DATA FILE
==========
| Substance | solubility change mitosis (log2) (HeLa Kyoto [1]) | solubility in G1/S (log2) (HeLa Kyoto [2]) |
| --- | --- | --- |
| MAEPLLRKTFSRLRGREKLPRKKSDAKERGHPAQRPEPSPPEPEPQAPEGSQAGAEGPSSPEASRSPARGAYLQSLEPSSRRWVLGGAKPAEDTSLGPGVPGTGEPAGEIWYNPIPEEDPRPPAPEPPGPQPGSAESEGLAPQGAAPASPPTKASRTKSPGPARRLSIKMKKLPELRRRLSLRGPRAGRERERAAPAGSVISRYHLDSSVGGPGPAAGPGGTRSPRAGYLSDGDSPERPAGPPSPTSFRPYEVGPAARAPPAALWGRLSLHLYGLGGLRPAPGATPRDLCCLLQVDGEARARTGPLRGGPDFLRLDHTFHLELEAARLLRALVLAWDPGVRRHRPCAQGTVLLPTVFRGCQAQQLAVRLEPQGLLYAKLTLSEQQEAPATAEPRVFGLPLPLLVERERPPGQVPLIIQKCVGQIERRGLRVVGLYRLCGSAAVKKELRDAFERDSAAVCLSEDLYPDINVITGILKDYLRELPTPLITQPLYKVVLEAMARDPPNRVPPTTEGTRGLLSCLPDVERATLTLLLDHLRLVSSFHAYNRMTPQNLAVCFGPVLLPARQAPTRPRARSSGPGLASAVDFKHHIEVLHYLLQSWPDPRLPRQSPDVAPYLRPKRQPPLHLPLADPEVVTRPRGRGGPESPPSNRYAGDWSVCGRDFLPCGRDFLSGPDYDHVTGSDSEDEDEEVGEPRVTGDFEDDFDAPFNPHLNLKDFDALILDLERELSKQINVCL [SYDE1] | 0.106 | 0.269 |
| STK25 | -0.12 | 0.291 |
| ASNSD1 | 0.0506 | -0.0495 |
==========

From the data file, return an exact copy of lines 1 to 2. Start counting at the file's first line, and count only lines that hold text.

| Substance | solubility change mitosis (log2) (HeLa Kyoto [1]) | solubility in G1/S (log2) (HeLa Kyoto [2]) |
| --- | --- | --- |